NEW YORK (
opted to change its commission and fee structure late Friday in the latest sign of pricing competition among the online brokers.
The move follows a
earlier this week by mutual fund giant Fidelity Investments to charge a flat fee of $7.95 for all of its online U.S. equity trades.
In a press release issued after Friday's closing bell, E*Trade said on Monday it would start charging $9.99 or less per stock or option trade, eliminating its $12.99 commission tier. High-volume customers will continue to pay $7.99 per trade.
E*Trade also said it's eliminating annual IRA account fees and a per share commission previously tacked onto market trades larger than 2,000 shares. In the second quarter, it plans to get rid of all account service fees. In its announcement on Tuesday, Fidelity unveiled a joint venture with
that calls for its customers to be able to trade certain iShares ETFs on a commission-free basis for at least three years.
The stock closed the session at $1.46, up a penny, on volume of 49.1 million. Year-to-date the shares are down nearly 18%.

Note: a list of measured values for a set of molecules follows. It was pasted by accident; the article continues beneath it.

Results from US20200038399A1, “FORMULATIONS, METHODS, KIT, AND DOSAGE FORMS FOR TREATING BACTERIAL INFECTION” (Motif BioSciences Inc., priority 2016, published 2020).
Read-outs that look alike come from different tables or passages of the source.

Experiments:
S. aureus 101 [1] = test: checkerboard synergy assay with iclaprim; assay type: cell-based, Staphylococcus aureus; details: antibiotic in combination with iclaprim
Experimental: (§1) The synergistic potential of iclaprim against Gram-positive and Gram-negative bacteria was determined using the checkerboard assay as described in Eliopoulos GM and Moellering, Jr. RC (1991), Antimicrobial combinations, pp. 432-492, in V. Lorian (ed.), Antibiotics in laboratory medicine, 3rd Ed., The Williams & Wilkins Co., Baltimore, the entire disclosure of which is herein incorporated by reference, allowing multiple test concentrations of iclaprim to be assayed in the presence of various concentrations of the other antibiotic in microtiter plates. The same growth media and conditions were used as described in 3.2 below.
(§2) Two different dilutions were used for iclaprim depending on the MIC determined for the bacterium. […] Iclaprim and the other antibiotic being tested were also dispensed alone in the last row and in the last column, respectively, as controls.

"Our simplified pricing provides a cost-effective, transparent solution for investors," said Michael Curcio, the president of the company's E*Trade Securities business. "The new pricing structure complements our innovative product offering and high quality service, and reinforces our commitment to offering a compelling value proposition to our customers."
ushered in the latest round of price-cuts among the online brokers when it moved to a price of $8.95 for all of its online equity trades on Jan. 19. The other major publicly traded player in the industry,
has a flat-rate pricing system in place already, charging $9.99 for its online trades.
The recent trend to cut prices for lower volume customers isn't likely to make a huge impact in terms of lost revenue as high-volume traders, who were already getting discounted terms for their activity, generate the majority of the trading fee revenue for the online brokers. Fidelity remains ahead of E*Trade, TD Ameritrade and Schwab with its pricing schedule but Scottrade, a private firm, offers $6.99 trades.
There is sentiment, however, that the lower per share pricing for low-volume traders is good way to entice them to open accounts, which in turn can lead to them bringing other assets to a firm, such as IRAs.
Written by Michael Baron in New York.